Fouts retiring from Timber Museum

By Zorina Barker, Forum Correspondent


After 22 years, Sherrill Fouts is retiring from the Forks Timber Museum; however she is not leaving the museum altogether because, as she explains, “I’m the only one who knows where I put stuff.”


That is one of the drawbacks to being a mainstay at a small museum.


So, come Halloween she will be honored by an open house at the museum with cake and beverages for the public to come say farewell, but not really goodbye.


Linda Offutt will be filling her place as the staple at the timber museum.


“Sherrill is a great source of history and local lore,” Offutt said.


As Sherrill walks through the museum, her storytelling gift becomes apparent.


Each question brings an explanation drawing on years of living in the area and sinking deep roots into the culture and community that is so uniquely Forks. Stand back though, because she cannot talk without moving her hands.


In speaking of changes she’s seen, Sherrill said, “People are losing connection with how things really are; knowing that what you plant is going to feed you and what you hunt is going to feed you.”


She related a recent episode involving a couple who visited the museum but didn’t quite understand the essential part hunting played for the early settlers; why they didn’t just go to the store and buy meat?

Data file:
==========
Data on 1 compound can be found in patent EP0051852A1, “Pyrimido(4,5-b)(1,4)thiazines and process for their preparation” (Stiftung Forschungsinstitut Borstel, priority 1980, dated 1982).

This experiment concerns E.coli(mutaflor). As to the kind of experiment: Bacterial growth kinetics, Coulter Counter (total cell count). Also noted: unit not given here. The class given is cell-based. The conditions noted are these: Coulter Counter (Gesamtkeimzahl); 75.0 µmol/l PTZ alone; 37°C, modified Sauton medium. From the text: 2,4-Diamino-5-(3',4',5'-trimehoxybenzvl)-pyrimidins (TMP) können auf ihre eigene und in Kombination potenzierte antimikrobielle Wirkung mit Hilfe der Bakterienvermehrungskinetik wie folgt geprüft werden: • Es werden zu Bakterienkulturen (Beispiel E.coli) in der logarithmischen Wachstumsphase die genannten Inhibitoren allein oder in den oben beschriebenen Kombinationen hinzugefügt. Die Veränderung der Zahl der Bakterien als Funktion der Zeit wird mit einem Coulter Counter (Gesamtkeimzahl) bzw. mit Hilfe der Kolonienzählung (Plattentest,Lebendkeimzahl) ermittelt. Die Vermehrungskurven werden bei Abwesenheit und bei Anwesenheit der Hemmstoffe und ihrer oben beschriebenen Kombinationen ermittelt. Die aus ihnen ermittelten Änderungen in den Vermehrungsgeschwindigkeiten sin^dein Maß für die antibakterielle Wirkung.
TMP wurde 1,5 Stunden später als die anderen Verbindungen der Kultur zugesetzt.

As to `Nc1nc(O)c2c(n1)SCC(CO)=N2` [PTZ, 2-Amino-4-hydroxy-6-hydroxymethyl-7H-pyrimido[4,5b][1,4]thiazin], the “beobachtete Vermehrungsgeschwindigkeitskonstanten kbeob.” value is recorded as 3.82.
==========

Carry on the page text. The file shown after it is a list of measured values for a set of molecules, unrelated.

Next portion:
Educating visitors on concepts that have been mistaken is a source of enjoyment for Sherrill.


One of her favorites is sharing an extensive list of products that come from trees; such as medications, foods and household items, etc.


“Antagonism is less than when I first started. People would come yell at us. Over the years, the public has become better listeners. I have had much better questions in the last three years,” she said.


The time has come, though, for her to pursue other hobbies and interests.


She is planning on doing some quilting and quite possibly getting more involved in civic affairs.


Museums are in her blood and she’ll probably never completely quit the Timber Museum; after all, her mom is still active with the Clallam County Historical Society – and she’s 93.

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